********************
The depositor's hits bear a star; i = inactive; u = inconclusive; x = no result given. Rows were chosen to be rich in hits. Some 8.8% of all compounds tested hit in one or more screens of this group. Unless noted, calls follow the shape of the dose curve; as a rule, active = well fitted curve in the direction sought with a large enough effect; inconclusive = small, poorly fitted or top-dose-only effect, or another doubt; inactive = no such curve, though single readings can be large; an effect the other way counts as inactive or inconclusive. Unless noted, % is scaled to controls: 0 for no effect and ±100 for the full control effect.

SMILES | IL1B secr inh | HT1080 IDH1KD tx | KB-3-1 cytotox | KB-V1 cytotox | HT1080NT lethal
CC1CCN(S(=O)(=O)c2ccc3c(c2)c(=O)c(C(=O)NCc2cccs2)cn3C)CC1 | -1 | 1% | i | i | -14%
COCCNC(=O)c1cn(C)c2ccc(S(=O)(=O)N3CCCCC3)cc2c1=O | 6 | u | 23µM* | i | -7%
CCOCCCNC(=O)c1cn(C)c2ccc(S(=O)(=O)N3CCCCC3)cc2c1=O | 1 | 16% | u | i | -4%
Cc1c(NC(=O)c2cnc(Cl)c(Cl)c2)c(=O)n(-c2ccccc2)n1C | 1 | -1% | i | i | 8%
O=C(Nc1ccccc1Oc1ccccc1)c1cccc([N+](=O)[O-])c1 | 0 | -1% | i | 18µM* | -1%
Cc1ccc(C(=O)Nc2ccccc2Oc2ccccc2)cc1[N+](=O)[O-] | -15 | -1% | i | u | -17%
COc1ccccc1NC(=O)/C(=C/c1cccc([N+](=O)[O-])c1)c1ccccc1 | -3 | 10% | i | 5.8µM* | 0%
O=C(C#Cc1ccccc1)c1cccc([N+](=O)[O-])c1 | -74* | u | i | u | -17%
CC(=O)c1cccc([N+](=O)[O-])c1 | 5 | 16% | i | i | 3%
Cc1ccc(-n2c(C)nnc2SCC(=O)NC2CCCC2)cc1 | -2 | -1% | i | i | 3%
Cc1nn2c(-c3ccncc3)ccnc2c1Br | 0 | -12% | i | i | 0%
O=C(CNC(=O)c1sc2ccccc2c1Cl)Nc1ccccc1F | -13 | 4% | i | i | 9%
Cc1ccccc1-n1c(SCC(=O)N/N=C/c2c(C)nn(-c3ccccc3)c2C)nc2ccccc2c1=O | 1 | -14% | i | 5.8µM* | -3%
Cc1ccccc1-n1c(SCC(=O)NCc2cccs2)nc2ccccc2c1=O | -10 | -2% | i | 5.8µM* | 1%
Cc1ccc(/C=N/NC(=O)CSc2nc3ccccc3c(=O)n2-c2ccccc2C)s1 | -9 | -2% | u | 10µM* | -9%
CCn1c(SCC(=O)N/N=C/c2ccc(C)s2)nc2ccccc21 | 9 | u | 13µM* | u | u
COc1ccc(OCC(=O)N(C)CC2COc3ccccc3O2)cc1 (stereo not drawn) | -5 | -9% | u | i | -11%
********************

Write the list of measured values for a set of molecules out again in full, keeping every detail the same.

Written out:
The depositor's hits bear a star; i = inactive; u = inconclusive; x = no result given. Rows were chosen to be rich in hits. Some 8.8% of all compounds tested hit in one or more screens of this group. Unless noted, calls follow the shape of the dose curve; as a rule, active = well fitted curve in the direction sought with a large enough effect; inconclusive = small, poorly fitted or top-dose-only effect, or another doubt; inactive = no such curve, though single readings can be large; an effect the other way counts as inactive or inconclusive. Unless noted, % is scaled to controls: 0 for no effect and ±100 for the full control effect.

SMILES | IL1B secr inh | HT1080 IDH1KD tx | KB-3-1 cytotox | KB-V1 cytotox | HT1080NT lethal
CC1CCN(S(=O)(=O)c2ccc3c(c2)c(=O)c(C(=O)NCc2cccs2)cn3C)CC1 | -1 | 1% | i | i | -14%
COCCNC(=O)c1cn(C)c2ccc(S(=O)(=O)N3CCCCC3)cc2c1=O | 6 | u | 23µM* | i | -7%
CCOCCCNC(=O)c1cn(C)c2ccc(S(=O)(=O)N3CCCCC3)cc2c1=O | 1 | 16% | u | i | -4%
Cc1c(NC(=O)c2cnc(Cl)c(Cl)c2)c(=O)n(-c2ccccc2)n1C | 1 | -1% | i | i | 8%
O=C(Nc1ccccc1Oc1ccccc1)c1cccc([N+](=O)[O-])c1 | 0 | -1% | i | 18µM* | -1%
Cc1ccc(C(=O)Nc2ccccc2Oc2ccccc2)cc1[N+](=O)[O-] | -15 | -1% | i | u | -17%
COc1ccccc1NC(=O)/C(=C/c1cccc([N+](=O)[O-])c1)c1ccccc1 | -3 | 10% | i | 5.8µM* | 0%
O=C(C#Cc1ccccc1)c1cccc([N+](=O)[O-])c1 | -74* | u | i | u | -17%
CC(=O)c1cccc([N+](=O)[O-])c1 | 5 | 16% | i | i | 3%
Cc1ccc(-n2c(C)nnc2SCC(=O)NC2CCCC2)cc1 | -2 | -1% | i | i | 3%
Cc1nn2c(-c3ccncc3)ccnc2c1Br | 0 | -12% | i | i | 0%
O=C(CNC(=O)c1sc2ccccc2c1Cl)Nc1ccccc1F | -13 | 4% | i | i | 9%
Cc1ccccc1-n1c(SCC(=O)N/N=C/c2c(C)nn(-c3ccccc3)c2C)nc2ccccc2c1=O | 1 | -14% | i | 5.8µM* | -3%
Cc1ccccc1-n1c(SCC(=O)NCc2cccs2)nc2ccccc2c1=O | -10 | -2% | i | 5.8µM* | 1%
Cc1ccc(/C=N/NC(=O)CSc2nc3ccccc3c(=O)n2-c2ccccc2C)s1 | -9 | -2% | u | 10µM* | -9%
CCn1c(SCC(=O)N/N=C/c2ccc(C)s2)nc2ccccc21 | 9 | u | 13µM* | u | u
COc1ccc(OCC(=O)N(C)CC2COc3ccccc3O2)cc1 (stereo not drawn) | -5 | -9% | u | i | -11%